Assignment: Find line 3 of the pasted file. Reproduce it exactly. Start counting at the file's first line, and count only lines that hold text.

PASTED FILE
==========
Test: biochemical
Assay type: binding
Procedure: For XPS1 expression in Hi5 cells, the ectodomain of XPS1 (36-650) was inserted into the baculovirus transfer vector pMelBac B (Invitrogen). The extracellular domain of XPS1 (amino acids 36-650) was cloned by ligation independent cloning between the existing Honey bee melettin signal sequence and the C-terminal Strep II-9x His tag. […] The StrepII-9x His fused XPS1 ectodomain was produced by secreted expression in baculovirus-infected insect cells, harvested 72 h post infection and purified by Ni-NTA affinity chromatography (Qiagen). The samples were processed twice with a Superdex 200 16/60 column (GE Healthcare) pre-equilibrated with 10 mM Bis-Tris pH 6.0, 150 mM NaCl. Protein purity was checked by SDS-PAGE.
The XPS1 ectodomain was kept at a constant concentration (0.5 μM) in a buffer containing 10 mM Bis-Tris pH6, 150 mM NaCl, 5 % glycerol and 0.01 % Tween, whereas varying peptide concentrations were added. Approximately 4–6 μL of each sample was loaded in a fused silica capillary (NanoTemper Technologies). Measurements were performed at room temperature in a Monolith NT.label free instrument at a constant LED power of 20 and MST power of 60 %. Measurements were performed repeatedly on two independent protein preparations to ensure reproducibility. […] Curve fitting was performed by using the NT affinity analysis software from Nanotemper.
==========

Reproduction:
Procedure: For XPS1 expression in Hi5 cells, the ectodomain of XPS1 (36-650) was inserted into the baculovirus transfer vector pMelBac B (Invitrogen). The extracellular domain of XPS1 (amino acids 36-650) was cloned by ligation independent cloning between the existing Honey bee melettin signal sequence and the C-terminal Strep II-9x His tag. […] The StrepII-9x His fused XPS1 ectodomain was produced by secreted expression in baculovirus-infected insect cells, harvested 72 h post infection and purified by Ni-NTA affinity chromatography (Qiagen). The samples were processed twice with a Superdex 200 16/60 column (GE Healthcare) pre-equilibrated with 10 mM Bis-Tris pH 6.0, 150 mM NaCl. Protein purity was checked by SDS-PAGE.